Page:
What if they have no leave left? Accordingly, a private employer may direct exempt staff to take vacation or debit their leave bank account in the case of an office closure, whether for a full or partial day, provided the employees receive in payment an amount equal to their guaranteed salary. In the same scenario, an exempt employee who has no accrued benefits in the leave bank account, or has limited accrued leave and the reduction would result in a negative balance in the leave bank account, still must receive the employee’s guaranteed salary for any absence(s) occasioned by office closure in order to remain exempt (Here, the WHD cited its 2005 Opinion Letter FLSA2005-41).
Government-imposed quarantine. What are an employer’s obligations to an employee who is under government-imposed quarantine? In response to this scenario, the WHD encouraged employers to "be accommodating and flexible with workers impacted by government-imposed quarantines," and suggested offering "alternative work arrangements, such as teleworking, and additional paid time off to such employees."
Longer workdays. How many hours per day or per week can an employee work? Here, the WHD division noted that that FLSA does not limit the number of hours per day or per week that employees aged 16 years and older can be required to work.
Duties outside of job description. Can an employee be required to perform work outside of the employee's job description? The WHD answered this question in the affirmative, noting that the FLSA does not limit the types of work employees age 18 and older may be required to perform. There are, however, restrictions on what work employees under the age of 18 are permitted to do. This is true no matter whether the work that the employer asks an employee to perform is listed in the employee's job description.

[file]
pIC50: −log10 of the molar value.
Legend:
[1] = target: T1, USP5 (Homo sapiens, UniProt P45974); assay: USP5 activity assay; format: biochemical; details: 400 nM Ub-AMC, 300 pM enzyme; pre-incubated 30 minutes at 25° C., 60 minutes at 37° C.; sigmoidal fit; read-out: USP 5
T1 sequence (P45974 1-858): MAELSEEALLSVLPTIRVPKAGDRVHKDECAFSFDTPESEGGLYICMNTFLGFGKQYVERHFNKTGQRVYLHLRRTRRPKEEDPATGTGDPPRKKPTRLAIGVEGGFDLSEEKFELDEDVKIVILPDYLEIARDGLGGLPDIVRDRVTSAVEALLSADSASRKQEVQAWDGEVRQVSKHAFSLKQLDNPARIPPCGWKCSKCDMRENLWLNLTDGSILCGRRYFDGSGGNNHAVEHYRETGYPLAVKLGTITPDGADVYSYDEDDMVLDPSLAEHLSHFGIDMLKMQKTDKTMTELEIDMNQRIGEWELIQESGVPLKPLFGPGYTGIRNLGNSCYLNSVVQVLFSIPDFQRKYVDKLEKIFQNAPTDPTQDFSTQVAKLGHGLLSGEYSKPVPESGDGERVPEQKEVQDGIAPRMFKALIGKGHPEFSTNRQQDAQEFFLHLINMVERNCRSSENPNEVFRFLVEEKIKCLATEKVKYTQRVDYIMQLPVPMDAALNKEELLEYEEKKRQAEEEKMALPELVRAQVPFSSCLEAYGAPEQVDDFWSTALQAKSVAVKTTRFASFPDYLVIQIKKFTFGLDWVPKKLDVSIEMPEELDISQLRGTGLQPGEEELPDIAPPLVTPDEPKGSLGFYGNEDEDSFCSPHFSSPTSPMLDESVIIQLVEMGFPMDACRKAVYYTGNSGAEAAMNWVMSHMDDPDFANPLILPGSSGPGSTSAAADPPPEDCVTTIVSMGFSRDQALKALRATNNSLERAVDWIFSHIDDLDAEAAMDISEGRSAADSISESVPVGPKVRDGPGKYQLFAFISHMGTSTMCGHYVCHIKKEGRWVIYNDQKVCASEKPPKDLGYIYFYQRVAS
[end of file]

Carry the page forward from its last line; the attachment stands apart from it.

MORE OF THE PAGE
The WHD also suggested that as part of an employer’s pre-influenza, pandemic, or other public health emergency planning, it may want to consult its HR specialists if it expects to assign employees work outside of their job description. Employers likely will want to consult bargaining unit representatives if they have a union contract.
FMLA FAQs. The WHD also provided a series of FAQs pertaining to COVID-19 and how it may intersect with the FMLA, including those addressed below.
Sick or caring for sick family member. Must an employer grant leave to an employee who is sick or caring for a family member who is sick? Here the WHD division notes that an employee who is sick or whose family members are sick may be entitled to FMLA leave under certain circumstances. Eligible employees of covered employers are permitted to take up to 12 weeks of unpaid, job-protected leave in a designated 12-month leave year for specified family and medical reasons, which may include the flu where complications arise that create a "serious health condition" as defined by the FMLA. Employees on FMLA leave also are entitled to the continuation of group health insurance coverage under the same conditions as coverage would have been provided if the employee had been continuously employed during the leave period.
The WHD urged workers who are ill with pandemic influenza or have a family member with influenza to stay home to minimize the spread of the pandemic, and also encouraged employers to support these and other community mitigation strategies, specifically by considering flexible leave policies.